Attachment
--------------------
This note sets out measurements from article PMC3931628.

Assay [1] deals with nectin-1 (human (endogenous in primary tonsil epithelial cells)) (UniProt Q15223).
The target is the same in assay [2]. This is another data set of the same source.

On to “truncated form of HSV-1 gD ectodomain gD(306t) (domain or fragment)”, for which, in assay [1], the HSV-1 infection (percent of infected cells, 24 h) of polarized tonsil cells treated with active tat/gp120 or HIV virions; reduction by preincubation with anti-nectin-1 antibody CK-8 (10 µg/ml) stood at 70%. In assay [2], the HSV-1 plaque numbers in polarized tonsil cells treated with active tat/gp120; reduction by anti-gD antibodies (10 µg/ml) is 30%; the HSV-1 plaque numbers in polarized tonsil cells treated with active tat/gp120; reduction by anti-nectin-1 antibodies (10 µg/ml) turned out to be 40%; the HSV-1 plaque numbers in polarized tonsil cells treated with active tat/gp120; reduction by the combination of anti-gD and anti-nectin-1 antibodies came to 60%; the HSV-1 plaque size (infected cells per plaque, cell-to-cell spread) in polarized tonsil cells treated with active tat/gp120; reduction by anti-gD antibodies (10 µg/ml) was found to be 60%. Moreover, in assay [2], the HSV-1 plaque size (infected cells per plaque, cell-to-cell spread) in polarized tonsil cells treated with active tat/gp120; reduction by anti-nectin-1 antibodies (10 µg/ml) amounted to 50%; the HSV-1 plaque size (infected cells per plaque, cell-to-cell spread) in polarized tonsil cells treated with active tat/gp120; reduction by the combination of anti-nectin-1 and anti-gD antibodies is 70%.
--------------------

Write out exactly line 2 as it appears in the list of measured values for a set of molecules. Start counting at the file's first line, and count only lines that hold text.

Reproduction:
Assay [1] deals with nectin-1 (human (endogenous in primary tonsil epithelial cells)) (UniProt Q15223).